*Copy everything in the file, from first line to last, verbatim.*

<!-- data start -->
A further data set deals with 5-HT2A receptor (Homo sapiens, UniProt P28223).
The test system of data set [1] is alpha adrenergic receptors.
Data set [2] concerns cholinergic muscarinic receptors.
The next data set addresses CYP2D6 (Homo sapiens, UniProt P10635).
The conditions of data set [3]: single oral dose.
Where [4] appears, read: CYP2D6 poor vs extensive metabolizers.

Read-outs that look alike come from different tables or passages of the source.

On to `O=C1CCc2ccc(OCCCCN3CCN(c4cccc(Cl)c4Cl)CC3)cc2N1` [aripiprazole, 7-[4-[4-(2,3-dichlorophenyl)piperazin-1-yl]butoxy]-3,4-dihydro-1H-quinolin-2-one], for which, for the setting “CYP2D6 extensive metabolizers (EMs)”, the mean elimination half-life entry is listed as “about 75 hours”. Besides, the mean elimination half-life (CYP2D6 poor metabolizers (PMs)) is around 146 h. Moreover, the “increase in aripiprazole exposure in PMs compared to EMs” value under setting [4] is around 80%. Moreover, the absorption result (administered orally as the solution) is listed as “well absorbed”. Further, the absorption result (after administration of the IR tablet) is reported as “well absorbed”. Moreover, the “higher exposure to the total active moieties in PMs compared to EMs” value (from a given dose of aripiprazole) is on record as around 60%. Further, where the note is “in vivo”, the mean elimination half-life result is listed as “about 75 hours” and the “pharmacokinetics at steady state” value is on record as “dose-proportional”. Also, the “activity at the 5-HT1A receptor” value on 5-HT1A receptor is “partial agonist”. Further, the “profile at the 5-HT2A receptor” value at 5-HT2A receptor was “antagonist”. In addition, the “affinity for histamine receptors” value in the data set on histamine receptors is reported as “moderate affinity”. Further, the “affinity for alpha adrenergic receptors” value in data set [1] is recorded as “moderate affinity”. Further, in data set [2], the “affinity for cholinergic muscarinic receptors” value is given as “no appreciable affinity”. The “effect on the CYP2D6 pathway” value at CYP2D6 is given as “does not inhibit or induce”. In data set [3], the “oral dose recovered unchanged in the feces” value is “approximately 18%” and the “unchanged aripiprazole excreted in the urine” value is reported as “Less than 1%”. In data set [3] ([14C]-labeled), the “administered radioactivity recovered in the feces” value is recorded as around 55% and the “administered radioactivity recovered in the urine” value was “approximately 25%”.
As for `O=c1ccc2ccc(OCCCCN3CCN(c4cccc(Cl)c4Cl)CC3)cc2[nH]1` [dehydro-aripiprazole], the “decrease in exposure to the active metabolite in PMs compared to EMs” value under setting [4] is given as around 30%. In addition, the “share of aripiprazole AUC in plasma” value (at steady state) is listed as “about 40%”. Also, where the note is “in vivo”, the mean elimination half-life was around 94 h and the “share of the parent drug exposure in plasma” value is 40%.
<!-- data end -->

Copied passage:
A further data set deals with 5-HT2A receptor (Homo sapiens, UniProt P28223).
The test system of data set [1] is alpha adrenergic receptors.
Data set [2] concerns cholinergic muscarinic receptors.
The next data set addresses CYP2D6 (Homo sapiens, UniProt P10635).
The conditions of data set [3]: single oral dose.
Where [4] appears, read: CYP2D6 poor vs extensive metabolizers.

Read-outs that look alike come from different tables or passages of the source.

On to `O=C1CCc2ccc(OCCCCN3CCN(c4cccc(Cl)c4Cl)CC3)cc2N1` [aripiprazole, 7-[4-[4-(2,3-dichlorophenyl)piperazin-1-yl]butoxy]-3,4-dihydro-1H-quinolin-2-one], for which, for the setting “CYP2D6 extensive metabolizers (EMs)”, the mean elimination half-life entry is listed as “about 75 hours”. Besides, the mean elimination half-life (CYP2D6 poor metabolizers (PMs)) is around 146 h. Moreover, the “increase in aripiprazole exposure in PMs compared to EMs” value under setting [4] is around 80%. Moreover, the absorption result (administered orally as the solution) is listed as “well absorbed”. Further, the absorption result (after administration of the IR tablet) is reported as “well absorbed”. Moreover, the “higher exposure to the total active moieties in PMs compared to EMs” value (from a given dose of aripiprazole) is on record as around 60%. Further, where the note is “in vivo”, the mean elimination half-life result is listed as “about 75 hours” and the “pharmacokinetics at steady state” value is on record as “dose-proportional”. Also, the “activity at the 5-HT1A receptor” value on 5-HT1A receptor is “partial agonist”. Further, the “profile at the 5-HT2A receptor” value at 5-HT2A receptor was “antagonist”. In addition, the “affinity for histamine receptors” value in the data set on histamine receptors is reported as “moderate affinity”. Further, the “affinity for alpha adrenergic receptors” value in data set [1] is recorded as “moderate affinity”. Further, in data set [2], the “affinity for cholinergic muscarinic receptors” value is given as “no appreciable affinity”. The “effect on the CYP2D6 pathway” value at CYP2D6 is given as “does not inhibit or induce”. In data set [3], the “oral dose recovered unchanged in the feces” value is “approximately 18%” and the “unchanged aripiprazole excreted in the urine” value is reported as “Less than 1%”. In data set [3] ([14C]-labeled), the “administered radioactivity recovered in the feces” value is recorded as around 55% and the “administered radioactivity recovered in the urine” value was “approximately 25%”.
As for `O=c1ccc2ccc(OCCCCN3CCN(c4cccc(Cl)c4Cl)CC3)cc2[nH]1` [dehydro-aripiprazole], the “decrease in exposure to the active metabolite in PMs compared to EMs” value under setting [4] is given as around 30%. In addition, the “share of aripiprazole AUC in plasma” value (at steady state) is listed as “about 40%”. Also, where the note is “in vivo”, the mean elimination half-life was around 94 h and the “share of the parent drug exposure in plasma” value is 40%.